Students of the Film and Television Institute of India (FTII) are on strike against the naming of Gajendra Chauhan as the new chairman. They are appalled that a premier institute that at one time boasted of chiefs such as Adoor Gopalakrishnan, Shyam Benegal and till a year ago, Saeed Mirza, and has turned out a vast number of illustrious alumni should now be headed by relatively a non-entity whose filmic past includes outings such as Khuli Khidki. The one role that brought him some fame was as Yudhishtir in the TV serial Mahabharat, which was aired in 1988. Since then, he has been in forgettable films in side roles, strangely often playing a policeman. It is hardly a secret that he is not in the same league as any of the names mentioned above and does not even command any commercial clout as a box office attraction. In short, he is not a noteworthy personality in the Hindi cinema scheme of things, someone whose name immediately invokes respect.
However, he has been with the BJP for 20 years or so and has campaigned for the party in several elections. At one time, the BJP used to pick up recognisable TV actors who had played mythological figures and make them MPs — Dipika Chikhalia, who had acted as Sita in Ramayana, and Nitish Bharadwaj, who was Krishna in the same Mahabharat as Chauhan, are two examples — but since then, has become wary of handing out tickets for the Lok Sabha elections. Chauhan has been given this prestigious post as a gift for being a party loyalist.
Given that he is not a highly respected or even well-known name in the world of cinema, what could have motivated the NDA government to plant him in FTII? What is it about Chauhan that impressed the I&B ministry so much that they decided to pluck him out of relative obscurity and hand over this top job, a decision they must have known will raise some dust?
Three possibilities must be considered. First, he was chosen because he was a hardcore party man and he — and his political godfathers — may have felt he needed to be rewarded. That is par for the course for political parties who have to keep their rank and file and hacks happy by dispensing some loaves and fishes of office. The second reason could be that the government wanted a pliant man in the job. Since it has come to power, the BJP has systematically installed its own chosen personages in posts ranging from the National Council of Educational Research And Training (NCERT) to the Indian Council for Historical Research (ICHR) to the Central Board for Film Certification (CBFC). It wants to seize control of institutions, especially those that preside over culture, a prime project of the Rashtriya Swayamsevak Sangh, which feels history and culture as they are taught in modern India is antithetical to the Hindu point of view.
That still does not answer why Chauhan was chosen. Could it be because the Sangh — and the BJP — just does not have truly talented people in its fold? The party’s poor bench strength has been widely noted; when someone like Chauhan is the best it can do, this impression gets confirmed. Or contrariwise, does the government actually think he is a talented and capable man who will do a good job? If so, what exactly gave it that impression?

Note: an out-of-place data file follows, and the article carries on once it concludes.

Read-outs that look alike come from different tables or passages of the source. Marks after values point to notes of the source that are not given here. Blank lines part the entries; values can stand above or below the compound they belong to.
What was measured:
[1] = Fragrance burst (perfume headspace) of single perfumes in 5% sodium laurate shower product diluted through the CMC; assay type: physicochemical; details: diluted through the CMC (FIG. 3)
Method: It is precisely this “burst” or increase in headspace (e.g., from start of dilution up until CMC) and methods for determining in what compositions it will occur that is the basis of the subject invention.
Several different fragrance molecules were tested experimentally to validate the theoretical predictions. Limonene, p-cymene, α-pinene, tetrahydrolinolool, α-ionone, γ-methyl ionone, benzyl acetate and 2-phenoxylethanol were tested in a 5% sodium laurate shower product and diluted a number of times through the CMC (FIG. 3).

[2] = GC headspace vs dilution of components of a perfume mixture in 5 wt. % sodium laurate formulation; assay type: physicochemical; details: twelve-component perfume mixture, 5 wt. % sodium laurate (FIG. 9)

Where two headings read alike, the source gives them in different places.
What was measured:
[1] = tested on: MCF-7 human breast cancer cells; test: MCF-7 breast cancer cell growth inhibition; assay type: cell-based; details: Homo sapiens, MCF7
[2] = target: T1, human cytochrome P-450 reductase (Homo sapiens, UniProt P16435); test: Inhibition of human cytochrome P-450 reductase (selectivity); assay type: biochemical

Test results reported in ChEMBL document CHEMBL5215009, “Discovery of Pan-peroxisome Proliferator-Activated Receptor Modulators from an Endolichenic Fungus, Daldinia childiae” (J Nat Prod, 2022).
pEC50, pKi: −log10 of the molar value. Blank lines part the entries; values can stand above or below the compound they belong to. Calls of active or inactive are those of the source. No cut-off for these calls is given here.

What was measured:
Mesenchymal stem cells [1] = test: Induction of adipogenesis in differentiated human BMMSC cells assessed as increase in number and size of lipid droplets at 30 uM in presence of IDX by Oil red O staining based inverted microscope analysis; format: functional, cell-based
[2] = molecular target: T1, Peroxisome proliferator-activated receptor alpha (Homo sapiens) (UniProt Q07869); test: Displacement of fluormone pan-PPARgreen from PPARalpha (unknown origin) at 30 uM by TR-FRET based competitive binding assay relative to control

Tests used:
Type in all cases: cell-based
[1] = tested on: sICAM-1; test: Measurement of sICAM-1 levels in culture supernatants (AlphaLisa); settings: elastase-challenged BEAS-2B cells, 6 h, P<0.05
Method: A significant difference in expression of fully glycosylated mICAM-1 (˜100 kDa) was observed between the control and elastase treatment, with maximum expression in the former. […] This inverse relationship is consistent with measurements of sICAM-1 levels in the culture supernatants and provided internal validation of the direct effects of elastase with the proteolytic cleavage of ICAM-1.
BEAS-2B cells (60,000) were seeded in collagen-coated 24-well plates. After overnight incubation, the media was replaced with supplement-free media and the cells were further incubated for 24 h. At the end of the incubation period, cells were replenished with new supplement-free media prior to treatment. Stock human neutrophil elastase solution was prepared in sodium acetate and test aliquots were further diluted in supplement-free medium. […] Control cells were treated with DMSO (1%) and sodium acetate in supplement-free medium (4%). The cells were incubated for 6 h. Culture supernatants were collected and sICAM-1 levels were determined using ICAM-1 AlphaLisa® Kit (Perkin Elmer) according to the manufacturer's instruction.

His pliability goes in his favour, but surely the government could have got someone who was not ill-disposed towards the Sangh or the BJP and could be relied upon to be amenable.
Perhaps it is a combination of all these factors. A small-time actor with no reputation or administrative experience who would be beholden to his political bosses and will never show any streak of independence — he is the best kind of person the BJP wants. We have already seen that in the case of Pahlaj Nihalani, maker of mediocre Hindi films who is now presiding over the CBFC (angering, it may be pointed out, even other BJP nominees).
The students of the FTII have gone on strike though the film industry in general and the famous alumni in particular have been strangely silent. The FTII has been troubled for a few years and needed a firm and inspiring hand to guide it over the next few years. It still produces first-class technicians who are valued by the Indian film industry. All it needs is a top-class manager with a fine cinematic understanding, a sense of imagination. Nothing in Chauhan’s CV so far indicates he has it.
This episode once again shows that while the BJP wants to get rid of those appointed by previous governments and keep an iron grip on institutions, it is finding it hard to come up with professionals of quality, certainly from within its ranks. And it is not prepared to look outside its fold because it does not trust anyone else.
When narrow, party loyalty is the chief criteria for selecting people to manage important cultural — and other — institutions, the Nihalanis and Chauhans will be the best that we will see, the interests of the institutions and the students be damned.
Sidharth Bhatia is a senior journalist
The views expressed are personal